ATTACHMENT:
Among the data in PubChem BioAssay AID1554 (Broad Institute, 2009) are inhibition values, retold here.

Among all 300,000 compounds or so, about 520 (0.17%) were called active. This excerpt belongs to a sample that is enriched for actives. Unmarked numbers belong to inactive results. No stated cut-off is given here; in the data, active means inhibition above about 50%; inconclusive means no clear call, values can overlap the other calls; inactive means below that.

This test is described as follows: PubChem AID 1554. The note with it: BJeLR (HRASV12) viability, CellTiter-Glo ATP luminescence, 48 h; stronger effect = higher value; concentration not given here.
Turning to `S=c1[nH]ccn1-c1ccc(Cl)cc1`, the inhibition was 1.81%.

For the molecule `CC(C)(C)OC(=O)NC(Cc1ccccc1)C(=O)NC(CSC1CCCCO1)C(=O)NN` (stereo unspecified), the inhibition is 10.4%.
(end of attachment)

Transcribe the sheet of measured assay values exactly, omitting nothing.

Among the data in PubChem BioAssay AID1554 (Broad Institute, 2009) are inhibition values, retold here.

Among all 300,000 compounds or so, about 520 (0.17%) were called active. This excerpt belongs to a sample that is enriched for actives. Unmarked numbers belong to inactive results. No stated cut-off is given here; in the data, active means inhibition above about 50%; inconclusive means no clear call, values can overlap the other calls; inactive means below that.

This test is described as follows: PubChem AID 1554. The note with it: BJeLR (HRASV12) viability, CellTiter-Glo ATP luminescence, 48 h; stronger effect = higher value; concentration not given here.
Turning to `S=c1[nH]ccn1-c1ccc(Cl)cc1`, the inhibition was 1.81%.

For the molecule `CC(C)(C)OC(=O)NC(Cc1ccccc1)C(=O)NC(CSC1CCCCO1)C(=O)NN` (stereo unspecified), the inhibition is 10.4%.